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2018 New Museum Triennnial : Songs for Sabotage

The 2018 New Museum Triennial “Songs for Sabotage” connects images with social structures in works by African, Brazilian, Filipino, Haitian, Mexican, Peruvian, and Spanish artists.

Songs for Sabotage

Good art has a way of timing its birth. The collective unconscious shows up just when we need it.

The 2018 New Museum Triennial is a postmodern fiesta that brings together young artists from around the globe whose work makes us think about what’s going wrong in society, and what we might do about it.

At this moment in history, the social structures that once bound us together are being torn apart for political gains and the personal profit of a very, very small portion of society.

Countries used to put a lot of effort into forging a common national identity. Culture is one of the main tools for nation building. Examples include Mariachi in Mexico and Samba in Brazil. These regional cultural expressions were promoted nationally to help build a common national Mexican or Brazilian identity.

Recent political trends are running against the current of history by trying to reinforce the dominance of a select few over the many. The failure of social media has turned reasonable discourse into an unending bitch-storm.

When these trends are left to reach their conclusion, you end up with failed states like Syria and Venezuela. Many of us thought it could never happen in the United States, but lately we are beginning to wonder and worry.

Maybe its the same as it ever was (the people of the land struggling against the people of the big house), but it sure is frustrating to watch because in 2018, we should know better. Hopefully, this is the last desperate gasp of the old guard.

The solutions aren’t coming from the old folks in power. Unfortunately, it has to be said, the solutions aren’t coming from the old white folks in power. They just don’t represent who we are any more, and are completely invested in keeping everyone who isn’t a family member or doesn’t look exactly like them, from participating in the American dream.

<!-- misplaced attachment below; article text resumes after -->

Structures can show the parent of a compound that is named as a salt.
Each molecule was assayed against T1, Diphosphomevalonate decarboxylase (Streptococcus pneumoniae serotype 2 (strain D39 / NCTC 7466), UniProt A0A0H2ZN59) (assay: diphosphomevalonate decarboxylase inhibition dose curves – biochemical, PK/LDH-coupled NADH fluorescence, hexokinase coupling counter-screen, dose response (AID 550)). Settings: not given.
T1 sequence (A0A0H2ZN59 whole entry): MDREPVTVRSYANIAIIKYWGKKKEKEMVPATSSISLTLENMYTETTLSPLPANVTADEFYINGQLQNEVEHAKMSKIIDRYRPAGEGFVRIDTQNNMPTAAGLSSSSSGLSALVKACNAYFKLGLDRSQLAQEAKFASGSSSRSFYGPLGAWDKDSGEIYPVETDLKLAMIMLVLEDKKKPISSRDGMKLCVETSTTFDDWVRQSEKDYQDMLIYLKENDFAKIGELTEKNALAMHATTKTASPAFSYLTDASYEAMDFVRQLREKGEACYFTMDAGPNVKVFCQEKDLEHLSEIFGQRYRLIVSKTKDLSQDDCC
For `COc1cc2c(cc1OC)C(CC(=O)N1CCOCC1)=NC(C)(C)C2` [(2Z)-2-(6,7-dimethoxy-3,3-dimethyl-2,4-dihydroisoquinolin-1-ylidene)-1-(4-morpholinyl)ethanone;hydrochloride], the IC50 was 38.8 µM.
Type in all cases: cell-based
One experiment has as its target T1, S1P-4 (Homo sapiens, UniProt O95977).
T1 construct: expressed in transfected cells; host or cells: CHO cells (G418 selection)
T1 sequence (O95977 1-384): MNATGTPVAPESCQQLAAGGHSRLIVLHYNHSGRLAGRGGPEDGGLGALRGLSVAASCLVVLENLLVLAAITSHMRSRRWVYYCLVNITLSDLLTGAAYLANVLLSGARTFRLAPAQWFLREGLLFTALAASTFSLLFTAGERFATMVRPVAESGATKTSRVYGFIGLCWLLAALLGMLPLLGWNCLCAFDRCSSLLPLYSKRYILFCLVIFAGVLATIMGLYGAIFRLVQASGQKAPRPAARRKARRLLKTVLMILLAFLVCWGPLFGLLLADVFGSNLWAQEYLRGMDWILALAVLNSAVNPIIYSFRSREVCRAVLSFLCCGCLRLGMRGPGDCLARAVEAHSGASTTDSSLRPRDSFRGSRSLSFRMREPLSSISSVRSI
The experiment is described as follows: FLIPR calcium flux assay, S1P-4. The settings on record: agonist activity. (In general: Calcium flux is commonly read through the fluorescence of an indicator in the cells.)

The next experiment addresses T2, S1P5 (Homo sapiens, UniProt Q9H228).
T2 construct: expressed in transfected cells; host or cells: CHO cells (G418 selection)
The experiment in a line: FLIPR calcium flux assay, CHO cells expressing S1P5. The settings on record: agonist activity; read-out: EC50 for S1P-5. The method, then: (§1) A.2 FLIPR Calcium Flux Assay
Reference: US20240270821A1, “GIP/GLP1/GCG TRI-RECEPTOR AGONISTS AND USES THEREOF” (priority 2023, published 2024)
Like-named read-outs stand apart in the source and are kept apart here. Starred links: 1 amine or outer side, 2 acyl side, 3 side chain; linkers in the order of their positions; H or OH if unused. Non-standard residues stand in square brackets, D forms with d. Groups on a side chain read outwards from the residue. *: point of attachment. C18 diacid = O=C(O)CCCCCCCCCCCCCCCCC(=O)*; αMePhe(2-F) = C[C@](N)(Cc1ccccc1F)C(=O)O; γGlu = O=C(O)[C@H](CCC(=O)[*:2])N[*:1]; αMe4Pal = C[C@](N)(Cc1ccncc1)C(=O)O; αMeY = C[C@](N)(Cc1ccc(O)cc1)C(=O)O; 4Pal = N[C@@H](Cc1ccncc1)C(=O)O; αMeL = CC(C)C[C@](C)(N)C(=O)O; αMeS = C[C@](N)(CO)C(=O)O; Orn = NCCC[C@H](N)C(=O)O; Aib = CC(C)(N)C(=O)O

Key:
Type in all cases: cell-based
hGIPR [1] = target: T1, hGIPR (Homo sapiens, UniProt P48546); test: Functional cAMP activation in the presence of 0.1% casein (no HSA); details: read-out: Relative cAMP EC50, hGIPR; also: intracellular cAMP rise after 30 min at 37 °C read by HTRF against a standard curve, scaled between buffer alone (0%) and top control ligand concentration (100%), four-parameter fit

But what should we do? We can’t just get mad and fall into the childish name-calling trap that has brought American government to a complete halt. That’s part of the game anyway. Whoever gets emotional, pays the bill, and while you’re distracted, I’m picking your pockets clean.

The solutions have to come from the younger generation. The solutions will have to come from people of all colors and nations, from internationals. That’s especially true because many internationals have a better understanding of the true cost of inequality, environmental degradation, and the breakdown of society.

Artists are always ahead of the politicians because we are more open to the collective unconscious that unites all humans and even all living things.

That’s why we should have a look at the 2018 New Museum Triennial. You just might see a spark there that ends up changing the world.


Latin Artists in the 2018 New Museum Triennnial

We include the Africans in the exhibition because Latin is a mix of Native American + European + African. It’s time to fully embrace who we are.

Cian Dayrit

Cian Dayrit was born in Manila, Philippines in 1989. He lives and works in Rizal, Philippines.

Tomm El-Saieh

Tomm El-Saieh was born in Port-au-Prince, Haiti in 1984. He lives and works in Miami, Florida.

Haroon Gunn-Salie

Haroon Gunn-Salie was born in Cape Town, South Africa in 1989. He lives and works between Johannesburg, South Africa, and Belo Horizonte, Brazil.

Claudia Martínez Garay

Claudia Martínez Garay was born in Ayacucho, Peru in 1983. She lives and works in Amsterdam, the Netherlands.

Inhabitants

Inhabitants was founded in New York City in 2015 by Pedro Neves Marques and Mariana Silva. Margarida Mendes contributed to their work. All of the artists are Portuguese-born.

Chemu Ng’ok

Chemu Ng’ok was born in Nairobi, Kenya in 1989. She lives and works in Grahamstown, South Africa.

Gresham Tapiwa Nyaude

(b. 1988, Gresham Tapiwa Nyaude was born in Harare, Zimbabwe in 1988 where he still lives and works.

Daniela Ortiz

Daniela Ortiz was born in Cusco, Peru, the old Inca capital in 1985. She lives and works in Barcelona, Spain.

Lydia Ourahmane

Lydia Ourahmane was born in Saïda, Algeria in 1992. She lives and works between Oran, Algeria, and London, UK.

Dalton Paula

(b. 1982, Dalton Paula was born in Brasília, Brazil in 1982. He lives and works in Goiânia, Brazil.

Manuel Solano

Manuel Solano was born in Mexico City, Mexico in 1987. He still lives and works there.


Visit the 2018 New Museum Triennnial

The 2018 New Museum Triennial is at the New Museum in Manhattan’s Lower East Side, Tuesday – Sunday, from February 13 – March 27, 2018.

For more information, visit www.newmuseum.org


 

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